Natural Resources Wales (NRW) says it will act to ensure legitimate waste firms are not undermined by cowboys.
Chief executive Emyr Roberts (above) has told a conference organised by the Chartered Institution of Wastes Management that he wants to work with the industry to achieve the Welsh Government’s ambition of becoming a high recycling nation by 2025 and a zero waste one by 2050.
He said a top priority would be to ensure that “the legitimate waste sector is not undermined by those who operate on the margins of legality.
“As a regulator, we will seek better, smarter regulation that minimises the burdens for business, but does not compromise the protection of people or the environment.”
The regulator would use its enforcement powers to deal with illegal operators, while reducing bureaucracy and excessive costs for legitimate businesses, the conference heard.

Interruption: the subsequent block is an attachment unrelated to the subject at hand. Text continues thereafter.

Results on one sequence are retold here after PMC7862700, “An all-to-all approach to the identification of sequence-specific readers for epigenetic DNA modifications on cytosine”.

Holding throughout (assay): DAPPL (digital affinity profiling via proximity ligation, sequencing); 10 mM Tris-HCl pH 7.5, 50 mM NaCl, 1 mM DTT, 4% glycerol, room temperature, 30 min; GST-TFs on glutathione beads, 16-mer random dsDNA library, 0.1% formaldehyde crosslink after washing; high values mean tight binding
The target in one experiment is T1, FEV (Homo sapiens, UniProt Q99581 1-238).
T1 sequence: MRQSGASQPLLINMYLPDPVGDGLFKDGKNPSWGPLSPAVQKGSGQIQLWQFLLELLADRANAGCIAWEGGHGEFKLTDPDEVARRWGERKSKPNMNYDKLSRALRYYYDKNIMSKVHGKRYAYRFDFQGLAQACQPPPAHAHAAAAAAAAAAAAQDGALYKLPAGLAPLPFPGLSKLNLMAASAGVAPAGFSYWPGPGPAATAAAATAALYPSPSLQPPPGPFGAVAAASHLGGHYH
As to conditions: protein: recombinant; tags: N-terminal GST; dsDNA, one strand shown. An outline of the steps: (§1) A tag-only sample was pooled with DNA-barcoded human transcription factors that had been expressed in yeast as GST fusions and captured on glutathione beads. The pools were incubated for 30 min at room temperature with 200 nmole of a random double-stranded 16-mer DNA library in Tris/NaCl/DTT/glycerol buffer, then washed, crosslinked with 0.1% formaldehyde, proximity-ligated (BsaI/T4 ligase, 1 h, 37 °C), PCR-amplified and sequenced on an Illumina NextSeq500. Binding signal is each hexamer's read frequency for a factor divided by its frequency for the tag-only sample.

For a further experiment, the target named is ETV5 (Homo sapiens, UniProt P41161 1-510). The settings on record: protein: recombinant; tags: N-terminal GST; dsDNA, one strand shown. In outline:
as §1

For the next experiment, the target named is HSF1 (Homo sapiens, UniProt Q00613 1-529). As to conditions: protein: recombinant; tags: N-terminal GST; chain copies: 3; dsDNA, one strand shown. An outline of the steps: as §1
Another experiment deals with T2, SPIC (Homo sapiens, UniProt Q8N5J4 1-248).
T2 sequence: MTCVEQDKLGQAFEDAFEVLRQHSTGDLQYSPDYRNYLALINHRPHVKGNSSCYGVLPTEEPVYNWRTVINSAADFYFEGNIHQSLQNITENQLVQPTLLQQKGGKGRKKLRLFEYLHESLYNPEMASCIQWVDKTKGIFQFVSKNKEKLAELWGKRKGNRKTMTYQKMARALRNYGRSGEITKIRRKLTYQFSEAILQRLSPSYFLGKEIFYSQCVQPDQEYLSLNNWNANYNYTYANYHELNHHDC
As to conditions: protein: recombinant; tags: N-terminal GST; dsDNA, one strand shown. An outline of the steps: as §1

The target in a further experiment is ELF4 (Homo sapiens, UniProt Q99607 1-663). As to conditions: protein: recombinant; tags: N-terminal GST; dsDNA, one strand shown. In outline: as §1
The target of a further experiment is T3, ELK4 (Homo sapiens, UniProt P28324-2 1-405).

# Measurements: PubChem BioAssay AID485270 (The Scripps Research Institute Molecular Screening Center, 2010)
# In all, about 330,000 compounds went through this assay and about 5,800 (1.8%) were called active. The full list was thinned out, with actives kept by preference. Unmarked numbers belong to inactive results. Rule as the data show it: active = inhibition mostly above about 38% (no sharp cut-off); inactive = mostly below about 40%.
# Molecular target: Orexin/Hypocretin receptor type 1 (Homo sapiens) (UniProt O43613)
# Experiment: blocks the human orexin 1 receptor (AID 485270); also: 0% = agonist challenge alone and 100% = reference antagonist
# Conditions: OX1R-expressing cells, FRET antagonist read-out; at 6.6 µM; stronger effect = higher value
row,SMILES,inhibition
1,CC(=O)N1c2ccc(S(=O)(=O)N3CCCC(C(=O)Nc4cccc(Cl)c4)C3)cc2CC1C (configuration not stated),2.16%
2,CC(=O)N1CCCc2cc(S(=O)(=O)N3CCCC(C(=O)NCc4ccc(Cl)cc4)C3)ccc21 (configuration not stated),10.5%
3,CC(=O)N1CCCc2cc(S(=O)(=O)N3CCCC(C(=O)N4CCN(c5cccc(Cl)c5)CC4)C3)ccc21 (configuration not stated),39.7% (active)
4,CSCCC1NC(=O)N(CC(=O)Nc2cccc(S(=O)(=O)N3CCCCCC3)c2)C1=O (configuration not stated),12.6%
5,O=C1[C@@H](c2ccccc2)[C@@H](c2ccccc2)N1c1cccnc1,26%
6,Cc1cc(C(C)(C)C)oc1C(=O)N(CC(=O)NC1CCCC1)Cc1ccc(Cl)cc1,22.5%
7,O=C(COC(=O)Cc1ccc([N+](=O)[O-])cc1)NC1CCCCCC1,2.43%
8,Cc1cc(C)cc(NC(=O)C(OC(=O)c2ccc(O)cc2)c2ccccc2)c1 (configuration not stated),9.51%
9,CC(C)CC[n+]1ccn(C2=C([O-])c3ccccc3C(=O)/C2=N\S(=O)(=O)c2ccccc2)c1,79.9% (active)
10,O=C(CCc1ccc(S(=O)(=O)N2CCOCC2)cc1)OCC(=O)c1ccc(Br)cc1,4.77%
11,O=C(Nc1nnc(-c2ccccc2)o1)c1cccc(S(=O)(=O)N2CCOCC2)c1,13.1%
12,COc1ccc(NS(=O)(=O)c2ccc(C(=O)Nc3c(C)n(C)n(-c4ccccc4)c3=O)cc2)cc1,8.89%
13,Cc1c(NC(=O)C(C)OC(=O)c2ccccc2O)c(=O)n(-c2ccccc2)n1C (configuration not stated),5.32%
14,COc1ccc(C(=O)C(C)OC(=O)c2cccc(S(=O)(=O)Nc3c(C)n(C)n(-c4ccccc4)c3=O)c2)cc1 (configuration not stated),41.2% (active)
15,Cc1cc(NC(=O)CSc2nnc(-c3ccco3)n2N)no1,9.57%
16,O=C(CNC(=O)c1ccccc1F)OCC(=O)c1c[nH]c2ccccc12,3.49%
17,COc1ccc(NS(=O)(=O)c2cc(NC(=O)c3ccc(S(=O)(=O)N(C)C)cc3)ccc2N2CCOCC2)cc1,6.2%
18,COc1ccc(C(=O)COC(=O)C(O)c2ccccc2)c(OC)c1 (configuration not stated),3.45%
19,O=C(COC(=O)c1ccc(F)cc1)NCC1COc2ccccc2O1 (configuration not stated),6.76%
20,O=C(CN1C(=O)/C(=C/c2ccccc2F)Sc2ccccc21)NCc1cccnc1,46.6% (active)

Enforcement action should be proportionate to the risk posed, with NRW giving priority to investigations where there is a serious breach of the law or where the environment or people are seriously threatened. A similar approach would be taken to permitting decisions.
Roberts said: “We want to work with the waste sector to deliver the shared goals and outcomes that we all want.
“So, our approach recognises the differing levels of risk. We know that a ‘one size fits all’ approach isn’t the most appropriate.
“We are committed to supporting novel approaches, innovation and learning. We want to encourage quality operators in the market, improve the range of waste facilities in Wales, and drive out those who are operating illegally.
- The Sentencing Council has introduced new sentencing guidelines for environmental offences after concern that some operators find it cheaper to break the law than follow industry regulations.